Even now Dorgen Trungpa assumed they were bearing a corpse, that no man could be so waxen and terrible and yet living. With their heavy burden they wrestled their way up the cart track, sliding in the mud, their sweat mingling with rainwater.
In the courtyard they laid him on the stones. Somewhere in the ancient monastic complex a bell began to ring out over the rooftops with a slurred atonal sound, as if it was ringing underwater. And now a distant bellow of thunder rumbled across the mountains.
Tentatively, the three monks set to work tearing the leeches from the man’s cheeks, leaving welts on his ashen skin. Dorgen Trungpa felt inside the man’s mouth, and withdrew his hand holding a bloated monster. His gorge rising, he threw it into a puddle, where it squirmed violently.
Now the Abbot appeared in the doorway to the prayer hall. A man esteemed among his monks, the senior lama of Pemako. At seventy years of age, he was thin to the point of malnourishment and yet he glowed with energy. When they heard his footsteps approaching across the courtyard, the young monks ceased their activity and let the limp body slide to rest on the courtyard floor.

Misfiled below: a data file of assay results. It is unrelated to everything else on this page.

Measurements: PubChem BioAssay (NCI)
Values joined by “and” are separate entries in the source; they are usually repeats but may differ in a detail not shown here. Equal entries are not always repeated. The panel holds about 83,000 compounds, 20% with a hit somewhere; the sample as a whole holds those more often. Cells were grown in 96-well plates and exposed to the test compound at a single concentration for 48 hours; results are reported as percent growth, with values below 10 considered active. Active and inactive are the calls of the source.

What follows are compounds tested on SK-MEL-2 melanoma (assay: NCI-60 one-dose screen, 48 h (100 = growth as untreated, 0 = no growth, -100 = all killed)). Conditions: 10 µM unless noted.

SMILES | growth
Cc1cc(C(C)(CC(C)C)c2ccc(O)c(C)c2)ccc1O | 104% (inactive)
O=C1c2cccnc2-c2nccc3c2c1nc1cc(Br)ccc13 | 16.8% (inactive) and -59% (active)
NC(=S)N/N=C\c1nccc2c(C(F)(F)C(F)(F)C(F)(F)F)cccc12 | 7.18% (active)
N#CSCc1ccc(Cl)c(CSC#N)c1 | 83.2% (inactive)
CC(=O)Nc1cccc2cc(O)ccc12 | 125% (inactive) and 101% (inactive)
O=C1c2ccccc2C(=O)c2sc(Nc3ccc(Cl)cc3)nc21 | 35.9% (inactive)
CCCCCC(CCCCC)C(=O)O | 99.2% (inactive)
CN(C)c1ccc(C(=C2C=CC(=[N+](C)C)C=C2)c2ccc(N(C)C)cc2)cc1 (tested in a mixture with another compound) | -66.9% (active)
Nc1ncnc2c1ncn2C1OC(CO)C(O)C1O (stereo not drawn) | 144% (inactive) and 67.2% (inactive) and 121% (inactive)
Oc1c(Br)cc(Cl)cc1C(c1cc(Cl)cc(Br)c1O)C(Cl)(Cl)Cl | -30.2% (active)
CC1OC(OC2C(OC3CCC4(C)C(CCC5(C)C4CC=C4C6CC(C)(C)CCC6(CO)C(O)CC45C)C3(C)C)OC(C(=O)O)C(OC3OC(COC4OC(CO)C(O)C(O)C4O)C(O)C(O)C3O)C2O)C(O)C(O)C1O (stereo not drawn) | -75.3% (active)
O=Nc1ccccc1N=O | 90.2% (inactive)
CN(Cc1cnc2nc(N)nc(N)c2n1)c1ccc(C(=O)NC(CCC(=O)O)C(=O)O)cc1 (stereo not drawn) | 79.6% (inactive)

The Abbot held worry beads in his left hand. Click click, clack clack, the noise of the beads was steady though muffled by the rain. Behind him was a short, anxious man, with short black hair – the Abbot’s deputy. At the ruined body the two lamas paused, and then crouched down. With the tips of his fingers, the deputy felt the white man’s throat for any signs of a pulse. A second later, he looked up at the monks and muttered a single word.
One monk began running immediately he heard him, and vanished quickly through a low doorway in the far wall. Click click, clack clack, went the Abbot’s worry beads, as he leaned towards the man, searching his face for signs. With his callused fingers the deputy delved under the flap of the bag and pulled out the contents: a pipe, some opium and a weatherbeaten, black-covered book, written in an unknown language. The two lamas inspected the items, mystified, and then returned them to their pouch and smoothed the sodden flap back into place. For a moment the Abbot held his hand suspended above the man’s heart, as if seeking thereby to draw out his secret.